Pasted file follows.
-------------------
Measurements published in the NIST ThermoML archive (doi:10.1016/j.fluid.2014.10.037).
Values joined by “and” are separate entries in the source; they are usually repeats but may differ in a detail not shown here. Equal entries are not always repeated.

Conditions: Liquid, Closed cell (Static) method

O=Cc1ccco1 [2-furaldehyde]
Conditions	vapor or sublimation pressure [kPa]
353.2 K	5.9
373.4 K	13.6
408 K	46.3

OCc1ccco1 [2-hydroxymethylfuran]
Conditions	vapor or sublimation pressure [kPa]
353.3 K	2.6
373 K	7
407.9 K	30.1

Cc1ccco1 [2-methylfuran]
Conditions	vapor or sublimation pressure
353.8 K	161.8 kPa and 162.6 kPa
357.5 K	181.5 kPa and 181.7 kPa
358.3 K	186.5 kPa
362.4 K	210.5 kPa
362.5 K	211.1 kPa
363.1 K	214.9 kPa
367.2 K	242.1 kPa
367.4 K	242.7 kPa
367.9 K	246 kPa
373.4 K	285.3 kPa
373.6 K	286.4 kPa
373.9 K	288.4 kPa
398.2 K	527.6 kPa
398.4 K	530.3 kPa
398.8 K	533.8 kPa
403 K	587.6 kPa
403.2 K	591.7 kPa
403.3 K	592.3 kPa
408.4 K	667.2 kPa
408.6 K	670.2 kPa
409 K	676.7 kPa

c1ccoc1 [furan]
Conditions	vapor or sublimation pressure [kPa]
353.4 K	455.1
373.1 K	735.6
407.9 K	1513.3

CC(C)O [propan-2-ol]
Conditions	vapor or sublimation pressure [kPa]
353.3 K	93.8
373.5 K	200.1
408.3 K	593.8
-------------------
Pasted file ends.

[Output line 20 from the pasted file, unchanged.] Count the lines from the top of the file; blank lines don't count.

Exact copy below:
362.5 K	211.1 kPa